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(Spoilers inevitable in posts. Be warned.)

Wednesday, February 06, 2002
Posted by shadowy duck.
My thoughts about "Dead Things": there some great moments in the episode, but overall it dragged. The triumverate of geeky evil still isn't really working for me, but the final turn of "getting away with murder" might complicate things in an interesting way. Warren is so enigmatic. Why is he so amoral? Why is he so in need of a lover to please his every (sexual) need? I hope he does reveal more of his motivations, more of what drives him.

Buffy's emotions and pain in this episode didn't work for me. I had high hopes for a strong parallel with Faith's situation, Faith's turning point. When Faith killed a human, that was when something in her snapped, her fragile sense of "right" and "wrong" somehow fell by the wayside. (I really want her to come back, for the show to explore that path of contrition....) But Buffy seemed so flat, so all-too-good. She wanted to turn herself in to the police. And yet she was able (and willing) to beat down Spike who stood in her way. The way she treats him is so fascinating.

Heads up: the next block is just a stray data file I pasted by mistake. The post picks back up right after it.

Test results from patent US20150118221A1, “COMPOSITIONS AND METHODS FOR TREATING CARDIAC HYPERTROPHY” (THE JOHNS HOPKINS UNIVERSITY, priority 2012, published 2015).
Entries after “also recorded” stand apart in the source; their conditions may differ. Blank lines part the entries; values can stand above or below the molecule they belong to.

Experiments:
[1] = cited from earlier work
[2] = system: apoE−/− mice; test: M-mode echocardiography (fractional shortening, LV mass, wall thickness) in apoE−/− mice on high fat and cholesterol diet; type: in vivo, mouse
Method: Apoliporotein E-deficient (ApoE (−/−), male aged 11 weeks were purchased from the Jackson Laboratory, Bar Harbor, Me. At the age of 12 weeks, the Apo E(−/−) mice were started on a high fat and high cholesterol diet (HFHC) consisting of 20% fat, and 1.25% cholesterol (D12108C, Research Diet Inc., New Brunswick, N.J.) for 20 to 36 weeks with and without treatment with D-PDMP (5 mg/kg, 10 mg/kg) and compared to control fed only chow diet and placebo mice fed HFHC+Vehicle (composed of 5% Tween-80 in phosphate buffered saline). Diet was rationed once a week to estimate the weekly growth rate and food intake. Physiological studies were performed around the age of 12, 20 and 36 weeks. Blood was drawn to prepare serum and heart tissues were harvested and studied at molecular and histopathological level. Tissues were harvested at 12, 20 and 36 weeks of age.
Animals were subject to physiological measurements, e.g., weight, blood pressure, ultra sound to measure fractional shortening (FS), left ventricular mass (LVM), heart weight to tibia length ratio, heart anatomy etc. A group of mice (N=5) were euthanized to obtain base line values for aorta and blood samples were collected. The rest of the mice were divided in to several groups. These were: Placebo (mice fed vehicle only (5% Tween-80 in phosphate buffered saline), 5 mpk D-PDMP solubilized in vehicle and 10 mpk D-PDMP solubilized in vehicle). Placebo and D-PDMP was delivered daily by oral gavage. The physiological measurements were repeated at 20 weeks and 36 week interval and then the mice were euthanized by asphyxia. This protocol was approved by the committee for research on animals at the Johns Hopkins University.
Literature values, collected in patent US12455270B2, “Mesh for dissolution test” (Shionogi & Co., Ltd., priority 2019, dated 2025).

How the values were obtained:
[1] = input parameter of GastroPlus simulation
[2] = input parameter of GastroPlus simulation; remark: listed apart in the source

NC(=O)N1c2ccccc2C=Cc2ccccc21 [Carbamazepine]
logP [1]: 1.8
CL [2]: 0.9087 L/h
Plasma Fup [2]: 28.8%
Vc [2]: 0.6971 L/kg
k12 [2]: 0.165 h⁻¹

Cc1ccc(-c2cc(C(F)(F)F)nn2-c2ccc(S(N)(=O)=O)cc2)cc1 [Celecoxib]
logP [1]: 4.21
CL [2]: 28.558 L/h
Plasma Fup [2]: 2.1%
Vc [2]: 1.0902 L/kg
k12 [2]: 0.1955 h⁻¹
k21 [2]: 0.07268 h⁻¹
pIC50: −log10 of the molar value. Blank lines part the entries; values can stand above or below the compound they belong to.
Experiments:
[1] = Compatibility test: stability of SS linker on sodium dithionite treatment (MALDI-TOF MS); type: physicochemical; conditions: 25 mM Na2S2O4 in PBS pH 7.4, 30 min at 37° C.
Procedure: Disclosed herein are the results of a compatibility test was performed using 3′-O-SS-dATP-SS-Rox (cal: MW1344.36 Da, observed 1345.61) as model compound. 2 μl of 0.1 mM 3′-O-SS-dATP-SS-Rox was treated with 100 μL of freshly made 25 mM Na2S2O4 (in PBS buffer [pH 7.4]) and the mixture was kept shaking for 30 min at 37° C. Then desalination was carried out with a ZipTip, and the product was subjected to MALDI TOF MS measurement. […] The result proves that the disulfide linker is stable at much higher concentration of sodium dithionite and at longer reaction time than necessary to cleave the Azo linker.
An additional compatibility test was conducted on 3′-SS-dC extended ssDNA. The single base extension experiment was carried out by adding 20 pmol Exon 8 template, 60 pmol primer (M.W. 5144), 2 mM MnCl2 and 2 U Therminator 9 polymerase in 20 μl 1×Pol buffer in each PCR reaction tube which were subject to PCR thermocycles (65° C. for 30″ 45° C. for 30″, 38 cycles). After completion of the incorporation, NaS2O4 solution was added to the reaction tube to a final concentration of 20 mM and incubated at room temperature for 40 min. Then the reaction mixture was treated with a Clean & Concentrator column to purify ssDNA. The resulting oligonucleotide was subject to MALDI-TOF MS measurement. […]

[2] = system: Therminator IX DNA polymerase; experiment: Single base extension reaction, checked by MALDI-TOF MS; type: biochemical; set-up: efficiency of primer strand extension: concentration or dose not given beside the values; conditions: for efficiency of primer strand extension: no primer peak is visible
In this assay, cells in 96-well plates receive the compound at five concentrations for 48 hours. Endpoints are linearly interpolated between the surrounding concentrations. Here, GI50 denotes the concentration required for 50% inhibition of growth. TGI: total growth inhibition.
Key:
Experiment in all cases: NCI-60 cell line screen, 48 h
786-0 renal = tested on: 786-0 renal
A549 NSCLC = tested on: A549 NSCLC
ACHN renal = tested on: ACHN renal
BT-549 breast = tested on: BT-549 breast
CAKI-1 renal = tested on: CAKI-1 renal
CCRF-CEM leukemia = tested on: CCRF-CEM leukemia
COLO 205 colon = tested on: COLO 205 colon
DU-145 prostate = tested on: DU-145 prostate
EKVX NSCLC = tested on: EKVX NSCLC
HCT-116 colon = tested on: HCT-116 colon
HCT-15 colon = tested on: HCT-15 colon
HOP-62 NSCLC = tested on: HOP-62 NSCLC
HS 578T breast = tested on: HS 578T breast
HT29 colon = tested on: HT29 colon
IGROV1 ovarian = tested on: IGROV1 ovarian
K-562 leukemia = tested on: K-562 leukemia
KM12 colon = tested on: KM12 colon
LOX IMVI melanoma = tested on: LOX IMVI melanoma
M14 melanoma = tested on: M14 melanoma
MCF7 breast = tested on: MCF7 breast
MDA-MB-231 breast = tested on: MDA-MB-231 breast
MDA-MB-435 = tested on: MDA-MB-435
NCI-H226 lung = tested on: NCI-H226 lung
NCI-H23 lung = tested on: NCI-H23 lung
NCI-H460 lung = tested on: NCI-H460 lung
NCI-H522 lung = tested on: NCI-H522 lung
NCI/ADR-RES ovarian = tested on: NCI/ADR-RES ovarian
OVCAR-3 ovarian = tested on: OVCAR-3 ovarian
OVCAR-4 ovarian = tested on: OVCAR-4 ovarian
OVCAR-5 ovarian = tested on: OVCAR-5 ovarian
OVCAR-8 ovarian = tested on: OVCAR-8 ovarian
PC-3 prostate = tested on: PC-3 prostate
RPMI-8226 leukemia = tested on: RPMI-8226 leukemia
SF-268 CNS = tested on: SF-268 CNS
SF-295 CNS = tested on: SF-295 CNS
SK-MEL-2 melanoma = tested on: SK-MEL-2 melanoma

The best moment was the ending, of course, when Buffy is talking to Tara (yay Tara!). And she finally admits that she doesn't want to be forgiven for her actions. She is afraid of what it means when everything she does is "good" or "excusable" because of the great weight of the world upon her.

Slight digression: This is very fascinating in light of the discussion I had in my class about Kate Chopin's The Awakening (a short novel everyone should read!!) and the main character's ultimate turn to the infinite nothingness of death in preference to a life of endless fulfillment. Is desire really possible only when the cherished object is unreachable? Must desire as a moving force in life, as that which propels us to act, always be a marker of the unattainable? Must it always signal absence (I desire food because I am hungry / I lack food)?

So what does it mean for Buffy to question her being and her worth because somehow everyone always forgives her? She wants to be "wrong." She can't be ok and normal. There must be something "wrong" about her, something that people can point to as a lacking in her. Is she too complete? Is she otherwise too alright?


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